I had no idea No One Will Save You even existed until I saw people raving about it on Twitter. Typically, I don’t pay much attention to what’s happening online but Stephen King, one of horror’s most present voices, waxed some serious poetry about this Hulu original. So, like most horror fans, I checked it out. While I admit it does have a very original premise, I had a few too many issues with the overall execution to make this a truly memorable alien film for me.
No One Will Save You
Director: Brian Duffield
Release Date: September 19, 2023 (Hulu)
No One Will Save You begins by depicting the isolated life of Brynn (Kaitlyn Dever). She’s withdrawn from the rest of her town and seems to have no friends or family in her life aside from the model town she works on in her home. One night, after stilted and minimal interactions with the townspeople, her home is invaded by aliens.
From here the plot only gets more intense. Brynn manages to kill the alien intruder, but the next day it’s revealed that every house surrounding her was also invaded by these space aliens. After a harrowing experience with the parents of her deceased best friend, Maude, Brynn attempts to leave town. Her trip is thwarted by other passengers, who are now controlled by the aliens.
Back at home, Brynn continues fighting off the aliens. After killing a couple more she is finally caught and forced to ingest a strange organism that controls humans by altering their perceived reality. Brynn defies alien control by pulling the organism out of her throat. She is then abducted by the aliens and they study her trauma before rereleasing her into an alien-controlled world. The final reveal is that (spoiler) she loves it. As a result of Brynn’s angst and total control of the aliens over the rest of humanity, the townspeople finally interact with Brynn positively.
No One Will Save You stands out for its most interesting production decision: the film has virtually no dialogue. Aside from the screams and gasps of fright, I think there’s only one real line spoken in the entire film. It’s a pretty intense decision, but one that No One Will Save You commits to fully. Luckily, Dever’s performance is strong enough to carry a dialogue-free film. And while this decision works, it also leaves room for more scrutiny about its plot.
I love horror that builds itself around personal and communal trauma. No One Will Save You does this by depicting an ostracized girl who made a horrifying choice in her adolescence and was turned away by everyone in her community. Unfortunately, Brynn never actually gets to deal with her considerable trauma and instead becomes part of a colonizing machine for reasons not explained – maybe the aliens feel bad for her, or maybe they want to weaponize her trauma. Whatever it is, I think the scariest part of the film is Brynn’s acceptance of this false life as a replacement for the total isolation and contempt forced upon her by her community.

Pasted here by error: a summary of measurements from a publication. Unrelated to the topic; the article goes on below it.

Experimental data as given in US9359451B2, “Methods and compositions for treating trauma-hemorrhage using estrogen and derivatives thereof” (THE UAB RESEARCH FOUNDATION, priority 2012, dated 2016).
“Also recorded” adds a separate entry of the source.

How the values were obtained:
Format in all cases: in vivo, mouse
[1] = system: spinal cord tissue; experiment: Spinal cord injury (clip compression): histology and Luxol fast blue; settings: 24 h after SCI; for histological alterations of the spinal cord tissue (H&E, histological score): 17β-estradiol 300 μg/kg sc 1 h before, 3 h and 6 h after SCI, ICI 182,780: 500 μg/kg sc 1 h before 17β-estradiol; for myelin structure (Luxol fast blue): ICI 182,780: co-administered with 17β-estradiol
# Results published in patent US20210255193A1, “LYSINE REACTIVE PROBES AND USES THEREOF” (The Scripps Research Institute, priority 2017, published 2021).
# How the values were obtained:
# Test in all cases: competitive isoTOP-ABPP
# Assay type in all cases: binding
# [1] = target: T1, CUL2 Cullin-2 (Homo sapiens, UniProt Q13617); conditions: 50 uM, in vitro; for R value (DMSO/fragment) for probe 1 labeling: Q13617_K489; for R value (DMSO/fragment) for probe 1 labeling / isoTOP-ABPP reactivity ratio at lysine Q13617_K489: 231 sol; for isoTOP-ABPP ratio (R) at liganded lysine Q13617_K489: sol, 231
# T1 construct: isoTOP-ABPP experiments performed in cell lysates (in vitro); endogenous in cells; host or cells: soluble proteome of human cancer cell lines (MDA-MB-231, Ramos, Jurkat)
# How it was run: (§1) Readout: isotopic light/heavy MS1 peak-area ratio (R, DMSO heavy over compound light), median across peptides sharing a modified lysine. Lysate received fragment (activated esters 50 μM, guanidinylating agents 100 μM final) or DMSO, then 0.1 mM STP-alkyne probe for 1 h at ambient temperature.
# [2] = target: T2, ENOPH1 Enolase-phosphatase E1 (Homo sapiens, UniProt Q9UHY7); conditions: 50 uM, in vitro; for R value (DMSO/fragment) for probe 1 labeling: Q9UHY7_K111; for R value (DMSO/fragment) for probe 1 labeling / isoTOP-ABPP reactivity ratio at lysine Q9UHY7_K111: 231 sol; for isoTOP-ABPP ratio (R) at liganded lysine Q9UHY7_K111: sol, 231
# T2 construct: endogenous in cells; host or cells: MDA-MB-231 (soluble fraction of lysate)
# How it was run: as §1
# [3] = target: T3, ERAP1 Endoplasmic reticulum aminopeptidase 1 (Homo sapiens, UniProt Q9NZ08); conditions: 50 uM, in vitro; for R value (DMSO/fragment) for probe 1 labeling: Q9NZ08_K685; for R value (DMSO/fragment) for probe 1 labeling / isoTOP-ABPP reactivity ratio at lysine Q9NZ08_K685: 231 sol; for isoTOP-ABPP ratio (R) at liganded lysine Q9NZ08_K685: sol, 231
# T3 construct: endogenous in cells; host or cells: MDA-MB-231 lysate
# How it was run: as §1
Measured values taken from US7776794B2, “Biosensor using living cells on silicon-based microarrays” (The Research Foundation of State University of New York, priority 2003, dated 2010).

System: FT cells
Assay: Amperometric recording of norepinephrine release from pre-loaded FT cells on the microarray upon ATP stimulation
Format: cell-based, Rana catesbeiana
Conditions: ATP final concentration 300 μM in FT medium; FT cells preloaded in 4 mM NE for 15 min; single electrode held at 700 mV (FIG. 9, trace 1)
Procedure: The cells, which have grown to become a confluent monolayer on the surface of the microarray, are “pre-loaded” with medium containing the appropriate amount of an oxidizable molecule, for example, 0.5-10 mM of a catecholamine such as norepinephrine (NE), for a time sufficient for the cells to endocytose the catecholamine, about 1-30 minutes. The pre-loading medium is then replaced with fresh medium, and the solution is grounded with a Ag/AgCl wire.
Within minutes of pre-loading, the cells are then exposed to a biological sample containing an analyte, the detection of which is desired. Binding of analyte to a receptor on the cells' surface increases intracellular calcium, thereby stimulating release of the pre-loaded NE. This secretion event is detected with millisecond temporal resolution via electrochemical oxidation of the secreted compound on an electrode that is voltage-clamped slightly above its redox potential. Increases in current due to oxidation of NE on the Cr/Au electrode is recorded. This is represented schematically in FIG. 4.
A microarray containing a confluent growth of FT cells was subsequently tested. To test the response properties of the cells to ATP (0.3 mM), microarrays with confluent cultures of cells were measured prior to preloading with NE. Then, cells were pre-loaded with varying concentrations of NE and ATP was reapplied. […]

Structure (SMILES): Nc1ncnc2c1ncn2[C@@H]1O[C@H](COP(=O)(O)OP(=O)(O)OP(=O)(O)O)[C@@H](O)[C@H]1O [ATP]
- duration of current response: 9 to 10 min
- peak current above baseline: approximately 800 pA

Although Dever’s performance is varied and believable, the twists of No One Will Save You were not enough to stand out from other and better alien films. The alien design was rather cheesy and the one real line of dialogue didn’t pack as much of an emotional punch as it could have. Honestly, No One Will Save You feels like it should have come out a couple of years ago, as the small cast and themes of isolation are perfect for a “COVID” film.
The final act of the film is all over the place. It ties together Brynn’s traumatic past with the reveal of the alien’s intention on Earth. But really, why would these colonizing aliens sympathize so much with Brynn that they leave her free from their control? Sure, she can never do anything about their invasion and seems happy enough to live out an entire fantasy with barely-there humans. But is the film saying that her trauma makes her susceptible to this surveilled life? Or is it a commentary on the role that white women specifically play in colonization? There’s enough ambiguity in No One Will Save You for different interpretations to arise, but ultimately the cramped third act focuses more on the spectacle of the film than any deeper social critique.
I could certainly be reading into No One Will Save You a bit too much. While I do have questions and some criticisms about the film, it is still a rather original take on preceding films and TV shows about aliens on Earth, such as Arrival, E.T. the Extra-Terrestrial, and The X-Files. No One Will Save You blends the fears of home invasion (especially centering a young woman who lives alone) with the paranoia that arises in conversation with aliens on Earth for a rather entertaining film.
Unfortunately, it looks like Hulu has no intention of releasing No One Will Save You in theaters. It was an interesting watch at home, but the praise and conversations surrounding the film prove that it would have been even better on a big screen. Still, catch this one on Hulu and see if you agree with Stephen King (or not)!